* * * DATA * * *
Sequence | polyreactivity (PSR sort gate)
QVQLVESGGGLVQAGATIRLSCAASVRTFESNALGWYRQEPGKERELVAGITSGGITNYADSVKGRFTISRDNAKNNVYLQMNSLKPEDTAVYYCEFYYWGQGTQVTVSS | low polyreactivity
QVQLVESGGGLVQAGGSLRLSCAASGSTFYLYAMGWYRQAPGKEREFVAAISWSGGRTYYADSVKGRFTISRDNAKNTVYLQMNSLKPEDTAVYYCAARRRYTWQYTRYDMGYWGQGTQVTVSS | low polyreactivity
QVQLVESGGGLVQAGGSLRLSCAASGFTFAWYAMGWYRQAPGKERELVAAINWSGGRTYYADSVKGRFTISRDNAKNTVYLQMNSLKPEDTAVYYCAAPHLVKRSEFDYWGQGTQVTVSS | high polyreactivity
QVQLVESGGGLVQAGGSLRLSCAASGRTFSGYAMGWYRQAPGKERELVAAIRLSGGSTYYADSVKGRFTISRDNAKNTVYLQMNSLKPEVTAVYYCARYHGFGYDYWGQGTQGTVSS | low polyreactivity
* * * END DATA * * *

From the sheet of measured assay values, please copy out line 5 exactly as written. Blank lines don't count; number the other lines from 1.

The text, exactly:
QVQLVESGGGLVQAGGSLRLSCAASGRTFSGYAMGWYRQAPGKERELVAAIRLSGGSTYYADSVKGRFTISRDNAKNTVYLQMNSLKPEVTAVYYCARYHGFGYDYWGQGTQGTVSS | low polyreactivity